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Quick Artist Profile: Graham Dechter

Born into a musical family it was no surprise Graham Dechter went into music. His mother, Maureen came from musical theater and his father, Brad is an orchestrated and composer who has worked on 250 film scores and arranged pieces for many famous artists including Johnny Mathis and Barbra Streisand. He credits his parents for exposing him to the music that he eventually would later work with, jazz. But Dechter did not start out playing jazz, originally Dechter’s muse was classical music which he also composed.  This changed however when Dechter met with bassist Marshall Hawkins who exposed him to improvisation, and thus directed the young musician towards playing jazz. In 2005 and at age 19 Dechter was invited to join the Clayton-Hamilton Jazz Orchestra and has been touring with them since, as well as working on sessions, and playing with many singers and musicians including working on Michael Bublé’s, Christmas.

Along with being a fantastic studio musician, Dechter is also a solo artist that has put out two fantastic records. His first record was released in 2009 and featured many great tracks that feature his smooth sounding swing based leads it also featured the tremendous bass playing of John Clayton. Dechter’s second album featured the same smooth playing that will make him a force to be reckoned with within the guitar community.

-B. Harlow

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Newsted Release New Song, “Heroic Dose”

Jason Newsted has been instrumental to the thrash scene since the mid 80’s when he played with one of the best underground thrash metal bands, Flotsam and Jetsam. Newsted then came to the forefront of thrash metal when he took the bass slot for Trash Metal’s forefathers, Metallica, after the tragic death of Cliff Burton. In 2001 Newsted left Metallica, after differences with both James Hetfield and Lars Ulrich. After he left Metallica, he played in his band, Echobrain and played bass for a short period for Ozzy Osbourne. Newsted  then joined Voivod under the stage name, Jasonic.  In 2009, Newsted was present with Metallica when they were inducted into the Roll Hall of Fame in Cleveland.

In the 3 years since the Rock and Roll induction ceremony, Newsted has been honing his sound for his latest project, Newsted. Newsted released Newsted was originally a metal three-piece that includes Newsted on bass and vocals, Jessie Farnsworth on guitar, and Jesus Mendez Jr.  Staind Guitarist Mike Mushock joined Newsted in March.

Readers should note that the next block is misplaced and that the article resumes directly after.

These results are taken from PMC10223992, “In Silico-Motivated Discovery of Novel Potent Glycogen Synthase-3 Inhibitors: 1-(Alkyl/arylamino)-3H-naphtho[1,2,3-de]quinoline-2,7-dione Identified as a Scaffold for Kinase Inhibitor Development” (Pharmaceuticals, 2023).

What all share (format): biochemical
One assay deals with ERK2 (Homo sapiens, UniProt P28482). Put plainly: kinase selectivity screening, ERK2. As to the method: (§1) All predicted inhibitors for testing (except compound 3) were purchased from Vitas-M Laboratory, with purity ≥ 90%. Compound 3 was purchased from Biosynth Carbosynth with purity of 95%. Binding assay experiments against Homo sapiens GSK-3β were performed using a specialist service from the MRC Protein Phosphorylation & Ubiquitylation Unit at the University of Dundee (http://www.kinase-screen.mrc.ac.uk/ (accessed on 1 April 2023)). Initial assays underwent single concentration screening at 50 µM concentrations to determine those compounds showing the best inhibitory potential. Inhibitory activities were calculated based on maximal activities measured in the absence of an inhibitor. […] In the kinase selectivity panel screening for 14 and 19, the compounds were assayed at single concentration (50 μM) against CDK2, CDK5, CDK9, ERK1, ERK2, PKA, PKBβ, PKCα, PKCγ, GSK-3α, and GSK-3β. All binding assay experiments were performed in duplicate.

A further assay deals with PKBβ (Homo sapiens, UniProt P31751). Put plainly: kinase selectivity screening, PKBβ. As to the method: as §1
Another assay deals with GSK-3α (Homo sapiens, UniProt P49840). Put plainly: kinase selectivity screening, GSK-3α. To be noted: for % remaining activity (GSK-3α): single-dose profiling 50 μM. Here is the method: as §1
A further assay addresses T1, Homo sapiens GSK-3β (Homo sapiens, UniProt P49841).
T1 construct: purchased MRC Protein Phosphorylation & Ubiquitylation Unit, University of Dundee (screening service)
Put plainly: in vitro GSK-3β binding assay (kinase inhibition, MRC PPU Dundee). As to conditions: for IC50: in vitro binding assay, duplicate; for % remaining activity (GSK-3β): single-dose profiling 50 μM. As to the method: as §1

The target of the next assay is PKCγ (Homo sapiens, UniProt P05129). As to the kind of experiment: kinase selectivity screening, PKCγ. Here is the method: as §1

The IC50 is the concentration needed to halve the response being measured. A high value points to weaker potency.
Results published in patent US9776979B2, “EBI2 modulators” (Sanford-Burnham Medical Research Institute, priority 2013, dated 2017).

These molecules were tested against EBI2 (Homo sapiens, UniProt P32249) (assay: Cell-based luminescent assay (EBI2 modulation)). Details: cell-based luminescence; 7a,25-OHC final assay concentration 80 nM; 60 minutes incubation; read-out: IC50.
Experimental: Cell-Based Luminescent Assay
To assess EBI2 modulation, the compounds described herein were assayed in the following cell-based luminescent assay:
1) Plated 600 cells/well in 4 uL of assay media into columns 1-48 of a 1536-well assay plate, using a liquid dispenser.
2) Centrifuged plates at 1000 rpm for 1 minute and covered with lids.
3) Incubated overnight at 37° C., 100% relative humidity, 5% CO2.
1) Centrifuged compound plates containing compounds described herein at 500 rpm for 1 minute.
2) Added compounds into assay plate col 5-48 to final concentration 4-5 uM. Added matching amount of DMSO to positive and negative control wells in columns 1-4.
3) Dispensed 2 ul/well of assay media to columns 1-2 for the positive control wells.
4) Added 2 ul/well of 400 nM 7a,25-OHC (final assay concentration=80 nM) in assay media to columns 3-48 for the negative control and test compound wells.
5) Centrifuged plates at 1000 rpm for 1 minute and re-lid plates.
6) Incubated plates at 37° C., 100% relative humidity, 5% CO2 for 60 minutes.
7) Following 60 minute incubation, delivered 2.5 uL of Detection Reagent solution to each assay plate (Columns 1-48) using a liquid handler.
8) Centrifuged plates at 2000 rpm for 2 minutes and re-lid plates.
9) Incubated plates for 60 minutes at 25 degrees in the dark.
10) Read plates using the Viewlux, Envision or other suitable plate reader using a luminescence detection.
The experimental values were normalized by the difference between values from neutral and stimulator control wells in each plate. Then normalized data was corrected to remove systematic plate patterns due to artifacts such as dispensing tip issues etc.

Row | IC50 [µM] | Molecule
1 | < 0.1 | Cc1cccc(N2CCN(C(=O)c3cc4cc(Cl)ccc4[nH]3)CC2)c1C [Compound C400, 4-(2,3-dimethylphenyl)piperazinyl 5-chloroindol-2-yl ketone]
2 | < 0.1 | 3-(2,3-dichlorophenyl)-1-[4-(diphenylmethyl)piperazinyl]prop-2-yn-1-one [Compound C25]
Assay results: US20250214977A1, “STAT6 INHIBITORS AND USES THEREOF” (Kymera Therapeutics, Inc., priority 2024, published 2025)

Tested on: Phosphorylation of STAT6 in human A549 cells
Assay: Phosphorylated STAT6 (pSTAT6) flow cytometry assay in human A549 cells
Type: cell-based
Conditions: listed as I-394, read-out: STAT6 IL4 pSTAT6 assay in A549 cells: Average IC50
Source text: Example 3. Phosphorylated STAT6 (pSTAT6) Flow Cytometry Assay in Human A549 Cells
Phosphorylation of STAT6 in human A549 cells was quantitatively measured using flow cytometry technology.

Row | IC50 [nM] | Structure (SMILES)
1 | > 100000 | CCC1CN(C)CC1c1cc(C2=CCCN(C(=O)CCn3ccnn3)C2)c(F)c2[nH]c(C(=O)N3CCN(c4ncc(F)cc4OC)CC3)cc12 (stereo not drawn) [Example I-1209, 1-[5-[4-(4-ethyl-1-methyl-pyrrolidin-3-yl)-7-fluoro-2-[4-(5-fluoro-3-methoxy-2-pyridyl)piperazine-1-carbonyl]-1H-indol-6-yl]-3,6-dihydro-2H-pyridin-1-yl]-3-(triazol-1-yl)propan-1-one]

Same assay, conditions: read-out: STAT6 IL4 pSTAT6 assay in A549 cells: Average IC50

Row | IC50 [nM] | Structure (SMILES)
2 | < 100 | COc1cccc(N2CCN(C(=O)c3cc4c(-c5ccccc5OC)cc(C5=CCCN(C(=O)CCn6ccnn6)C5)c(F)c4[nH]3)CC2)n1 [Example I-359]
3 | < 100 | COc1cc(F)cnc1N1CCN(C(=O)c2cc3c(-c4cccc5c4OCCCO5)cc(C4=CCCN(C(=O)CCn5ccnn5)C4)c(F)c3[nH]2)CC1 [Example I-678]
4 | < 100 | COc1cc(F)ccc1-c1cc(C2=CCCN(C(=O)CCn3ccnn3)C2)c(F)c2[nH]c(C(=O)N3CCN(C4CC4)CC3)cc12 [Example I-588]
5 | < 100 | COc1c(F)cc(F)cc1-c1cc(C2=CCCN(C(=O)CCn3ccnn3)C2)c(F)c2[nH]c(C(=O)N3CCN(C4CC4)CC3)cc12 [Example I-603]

Recently the band released the first track from their upcoming debut album, Heavy Metal Music. The track is titled “Heroic Dose”  and runs at about five and a half minutes long.  It starts out nicely with a riff that reminded me of Testament, especially the vocals which reminded me of Chuck Billy. Newsted’s voice is great for thrash, and it’s a shame that it was barely used when he was in Metallica. Around the three and a half minute mark we get hit with great dueling solos, that really make this track stand out in extra ordinary fashion.

Be sure to check these guys out and look for new music from them this summer. They’ll be on tour with Megadeth this summer, so be sure to check them out if you’ll be attending Gigantour.

-B. Harlow 

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Quick Artist Profile: Modern Baseball

Modern Baseball is a Philadelphia based band that originated in Maryland. The group was founded in 2011 and consists of Brendan Lukens, Jacob Ewald, Ian Farmer, and Sean Huber. Their influences are very interesting, and include Brand New, Gaslight Anthem, Motion City Soundtrack, and Say Anything.

Modern Baseball put out their first record, Sports in late 2012. The record which consists of 12 tracks is a great listen and provides an enjoyable listening experience, as the tracks go together nicely, and fit together seamlessly. The album was Recorded over a series of late nights at Drexel University’s free studio and  was released by Lame-O Records, and is available for streaming.

Be sure to check out Modern Baseball, I think you’ll enjoy their music and its unique sound.

-B. Harlow